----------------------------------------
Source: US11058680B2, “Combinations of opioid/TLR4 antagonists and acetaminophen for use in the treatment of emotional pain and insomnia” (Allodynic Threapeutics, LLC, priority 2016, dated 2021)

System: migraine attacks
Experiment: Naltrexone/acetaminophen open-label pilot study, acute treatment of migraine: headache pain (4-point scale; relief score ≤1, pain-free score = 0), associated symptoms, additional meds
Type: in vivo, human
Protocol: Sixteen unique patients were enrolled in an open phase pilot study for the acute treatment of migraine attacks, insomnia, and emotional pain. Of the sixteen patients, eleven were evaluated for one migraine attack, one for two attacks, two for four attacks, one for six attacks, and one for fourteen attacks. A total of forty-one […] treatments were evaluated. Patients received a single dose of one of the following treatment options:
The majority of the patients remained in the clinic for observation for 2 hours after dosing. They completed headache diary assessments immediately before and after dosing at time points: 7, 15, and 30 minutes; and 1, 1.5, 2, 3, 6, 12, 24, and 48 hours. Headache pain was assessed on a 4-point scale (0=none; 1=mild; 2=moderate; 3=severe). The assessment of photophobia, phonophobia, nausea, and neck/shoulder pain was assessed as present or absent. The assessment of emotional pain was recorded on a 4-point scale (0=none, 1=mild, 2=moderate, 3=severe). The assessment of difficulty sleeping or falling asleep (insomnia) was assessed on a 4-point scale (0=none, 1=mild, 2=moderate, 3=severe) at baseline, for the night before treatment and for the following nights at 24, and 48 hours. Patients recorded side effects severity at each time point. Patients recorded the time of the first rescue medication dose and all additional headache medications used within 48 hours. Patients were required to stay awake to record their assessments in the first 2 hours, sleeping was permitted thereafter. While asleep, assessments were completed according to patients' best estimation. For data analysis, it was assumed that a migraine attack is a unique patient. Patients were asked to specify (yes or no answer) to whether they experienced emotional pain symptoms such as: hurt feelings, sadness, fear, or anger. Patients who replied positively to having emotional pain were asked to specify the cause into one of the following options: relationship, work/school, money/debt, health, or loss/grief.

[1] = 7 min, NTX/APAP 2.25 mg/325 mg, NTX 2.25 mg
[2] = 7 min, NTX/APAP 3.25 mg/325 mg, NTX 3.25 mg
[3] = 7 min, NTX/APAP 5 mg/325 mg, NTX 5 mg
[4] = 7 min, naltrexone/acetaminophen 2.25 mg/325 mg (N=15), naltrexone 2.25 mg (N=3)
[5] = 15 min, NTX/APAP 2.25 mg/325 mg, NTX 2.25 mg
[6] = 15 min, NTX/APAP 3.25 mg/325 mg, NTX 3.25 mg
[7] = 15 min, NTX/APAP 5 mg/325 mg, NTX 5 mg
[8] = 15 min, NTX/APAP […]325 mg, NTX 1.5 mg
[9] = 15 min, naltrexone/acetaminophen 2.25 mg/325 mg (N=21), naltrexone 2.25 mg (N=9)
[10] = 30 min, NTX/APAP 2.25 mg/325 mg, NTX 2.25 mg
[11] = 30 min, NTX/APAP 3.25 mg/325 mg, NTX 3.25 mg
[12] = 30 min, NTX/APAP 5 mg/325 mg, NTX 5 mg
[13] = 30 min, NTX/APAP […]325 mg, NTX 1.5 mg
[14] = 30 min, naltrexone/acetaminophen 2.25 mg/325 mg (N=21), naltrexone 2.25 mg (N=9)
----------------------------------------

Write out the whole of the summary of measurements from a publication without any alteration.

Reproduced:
Source: US11058680B2, “Combinations of opioid/TLR4 antagonists and acetaminophen for use in the treatment of emotional pain and insomnia” (Allodynic Threapeutics, LLC, priority 2016, dated 2021)

System: migraine attacks
Experiment: Naltrexone/acetaminophen open-label pilot study, acute treatment of migraine: headache pain (4-point scale; relief score ≤1, pain-free score = 0), associated symptoms, additional meds
Type: in vivo, human
Protocol: Sixteen unique patients were enrolled in an open phase pilot study for the acute treatment of migraine attacks, insomnia, and emotional pain. Of the sixteen patients, eleven were evaluated for one migraine attack, one for two attacks, two for four attacks, one for six attacks, and one for fourteen attacks. A total of forty-one […] treatments were evaluated. Patients received a single dose of one of the following treatment options:
The majority of the patients remained in the clinic for observation for 2 hours after dosing. They completed headache diary assessments immediately before and after dosing at time points: 7, 15, and 30 minutes; and 1, 1.5, 2, 3, 6, 12, 24, and 48 hours. Headache pain was assessed on a 4-point scale (0=none; 1=mild; 2=moderate; 3=severe). The assessment of photophobia, phonophobia, nausea, and neck/shoulder pain was assessed as present or absent. The assessment of emotional pain was recorded on a 4-point scale (0=none, 1=mild, 2=moderate, 3=severe). The assessment of difficulty sleeping or falling asleep (insomnia) was assessed on a 4-point scale (0=none, 1=mild, 2=moderate, 3=severe) at baseline, for the night before treatment and for the following nights at 24, and 48 hours. Patients recorded side effects severity at each time point. Patients recorded the time of the first rescue medication dose and all additional headache medications used within 48 hours. Patients were required to stay awake to record their assessments in the first 2 hours, sleeping was permitted thereafter. While asleep, assessments were completed according to patients' best estimation. For data analysis, it was assumed that a migraine attack is a unique patient. Patients were asked to specify (yes or no answer) to whether they experienced emotional pain symptoms such as: hurt feelings, sadness, fear, or anger. Patients who replied positively to having emotional pain were asked to specify the cause into one of the following options: relationship, work/school, money/debt, health, or loss/grief.

[1] = 7 min, NTX/APAP 2.25 mg/325 mg, NTX 2.25 mg
[2] = 7 min, NTX/APAP 3.25 mg/325 mg, NTX 3.25 mg
[3] = 7 min, NTX/APAP 5 mg/325 mg, NTX 5 mg
[4] = 7 min, naltrexone/acetaminophen 2.25 mg/325 mg (N=15), naltrexone 2.25 mg (N=3)
[5] = 15 min, NTX/APAP 2.25 mg/325 mg, NTX 2.25 mg
[6] = 15 min, NTX/APAP 3.25 mg/325 mg, NTX 3.25 mg
[7] = 15 min, NTX/APAP 5 mg/325 mg, NTX 5 mg
[8] = 15 min, NTX/APAP […]325 mg, NTX 1.5 mg
[9] = 15 min, naltrexone/acetaminophen 2.25 mg/325 mg (N=21), naltrexone 2.25 mg (N=9)
[10] = 30 min, NTX/APAP 2.25 mg/325 mg, NTX 2.25 mg
[11] = 30 min, NTX/APAP 3.25 mg/325 mg, NTX 3.25 mg
[12] = 30 min, NTX/APAP 5 mg/325 mg, NTX 5 mg
[13] = 30 min, NTX/APAP […]325 mg, NTX 1.5 mg
[14] = 30 min, naltrexone/acetaminophen 2.25 mg/325 mg (N=21), naltrexone 2.25 mg (N=9)